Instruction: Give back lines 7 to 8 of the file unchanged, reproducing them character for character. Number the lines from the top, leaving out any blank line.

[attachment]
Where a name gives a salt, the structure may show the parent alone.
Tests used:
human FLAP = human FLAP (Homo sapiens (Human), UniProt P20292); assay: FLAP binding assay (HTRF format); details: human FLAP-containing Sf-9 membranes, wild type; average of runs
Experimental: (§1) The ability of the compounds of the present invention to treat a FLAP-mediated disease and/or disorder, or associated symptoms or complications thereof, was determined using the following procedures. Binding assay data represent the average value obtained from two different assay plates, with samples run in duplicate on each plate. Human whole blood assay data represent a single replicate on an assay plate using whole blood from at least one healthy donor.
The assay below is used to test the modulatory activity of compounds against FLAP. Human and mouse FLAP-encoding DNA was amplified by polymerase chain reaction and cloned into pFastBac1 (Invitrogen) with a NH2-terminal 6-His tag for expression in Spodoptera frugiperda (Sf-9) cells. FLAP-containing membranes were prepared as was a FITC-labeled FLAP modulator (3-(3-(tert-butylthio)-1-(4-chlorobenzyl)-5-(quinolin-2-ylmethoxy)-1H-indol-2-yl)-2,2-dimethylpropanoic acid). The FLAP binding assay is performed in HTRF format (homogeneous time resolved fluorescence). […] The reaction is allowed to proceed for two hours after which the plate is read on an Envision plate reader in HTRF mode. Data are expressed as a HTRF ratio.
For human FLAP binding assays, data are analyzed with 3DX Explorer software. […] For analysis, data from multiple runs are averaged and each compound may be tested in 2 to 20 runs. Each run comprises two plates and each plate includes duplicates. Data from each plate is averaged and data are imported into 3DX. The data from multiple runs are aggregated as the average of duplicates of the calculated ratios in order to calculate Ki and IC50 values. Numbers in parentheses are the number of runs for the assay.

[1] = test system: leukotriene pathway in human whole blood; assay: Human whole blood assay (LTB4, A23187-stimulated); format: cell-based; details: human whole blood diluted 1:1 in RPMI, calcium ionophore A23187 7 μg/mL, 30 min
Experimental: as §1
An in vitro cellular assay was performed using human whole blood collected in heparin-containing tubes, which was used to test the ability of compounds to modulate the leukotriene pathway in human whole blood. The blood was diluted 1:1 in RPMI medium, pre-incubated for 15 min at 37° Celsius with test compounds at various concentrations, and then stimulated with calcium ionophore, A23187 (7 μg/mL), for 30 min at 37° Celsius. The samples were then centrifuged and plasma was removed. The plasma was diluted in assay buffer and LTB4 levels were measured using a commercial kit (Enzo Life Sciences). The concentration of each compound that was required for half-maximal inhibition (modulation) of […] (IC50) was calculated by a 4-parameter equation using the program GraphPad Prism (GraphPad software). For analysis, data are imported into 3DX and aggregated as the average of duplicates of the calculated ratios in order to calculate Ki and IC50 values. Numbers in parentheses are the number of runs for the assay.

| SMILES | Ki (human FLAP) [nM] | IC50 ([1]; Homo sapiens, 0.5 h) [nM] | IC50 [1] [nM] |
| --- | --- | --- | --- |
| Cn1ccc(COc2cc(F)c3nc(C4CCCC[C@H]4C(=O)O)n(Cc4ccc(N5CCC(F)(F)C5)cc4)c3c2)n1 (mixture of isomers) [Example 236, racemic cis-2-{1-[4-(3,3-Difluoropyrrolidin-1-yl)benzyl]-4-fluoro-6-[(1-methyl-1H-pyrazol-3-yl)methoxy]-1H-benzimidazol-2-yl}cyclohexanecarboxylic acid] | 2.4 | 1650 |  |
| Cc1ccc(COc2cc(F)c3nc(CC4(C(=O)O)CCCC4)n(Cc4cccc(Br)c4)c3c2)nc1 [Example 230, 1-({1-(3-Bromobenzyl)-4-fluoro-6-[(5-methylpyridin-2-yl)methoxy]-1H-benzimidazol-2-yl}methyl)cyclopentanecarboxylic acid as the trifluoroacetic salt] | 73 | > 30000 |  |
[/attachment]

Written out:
[1] = test system: leukotriene pathway in human whole blood; assay: Human whole blood assay (LTB4, A23187-stimulated); format: cell-based; details: human whole blood diluted 1:1 in RPMI, calcium ionophore A23187 7 μg/mL, 30 min
Experimental: as §1